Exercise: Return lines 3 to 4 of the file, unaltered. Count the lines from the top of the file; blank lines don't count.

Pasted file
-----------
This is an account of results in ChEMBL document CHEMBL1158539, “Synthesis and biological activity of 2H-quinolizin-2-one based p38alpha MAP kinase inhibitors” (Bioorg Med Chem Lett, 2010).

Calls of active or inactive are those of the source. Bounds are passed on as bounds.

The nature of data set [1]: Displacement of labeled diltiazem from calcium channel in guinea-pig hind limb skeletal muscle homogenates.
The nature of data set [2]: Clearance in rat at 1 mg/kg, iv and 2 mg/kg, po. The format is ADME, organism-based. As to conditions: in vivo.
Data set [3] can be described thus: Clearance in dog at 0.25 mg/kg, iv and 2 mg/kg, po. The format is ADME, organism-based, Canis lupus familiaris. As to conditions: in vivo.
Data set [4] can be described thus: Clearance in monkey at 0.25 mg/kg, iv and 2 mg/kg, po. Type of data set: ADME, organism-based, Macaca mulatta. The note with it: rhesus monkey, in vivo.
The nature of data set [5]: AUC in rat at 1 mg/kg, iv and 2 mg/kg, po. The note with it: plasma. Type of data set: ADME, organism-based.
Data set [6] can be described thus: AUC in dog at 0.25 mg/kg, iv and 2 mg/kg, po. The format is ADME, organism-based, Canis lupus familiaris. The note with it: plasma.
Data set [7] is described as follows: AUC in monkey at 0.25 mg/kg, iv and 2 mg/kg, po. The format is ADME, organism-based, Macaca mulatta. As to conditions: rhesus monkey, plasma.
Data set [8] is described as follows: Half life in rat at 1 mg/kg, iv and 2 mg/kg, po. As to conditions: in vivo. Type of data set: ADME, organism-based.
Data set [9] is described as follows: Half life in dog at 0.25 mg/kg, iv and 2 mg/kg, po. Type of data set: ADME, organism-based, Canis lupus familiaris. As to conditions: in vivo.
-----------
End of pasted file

The nature of data set [1]: Displacement of labeled diltiazem from calcium channel in guinea-pig hind limb skeletal muscle homogenates.
The nature of data set [2]: Clearance in rat at 1 mg/kg, iv and 2 mg/kg, po. The format is ADME, organism-based. As to conditions: in vivo.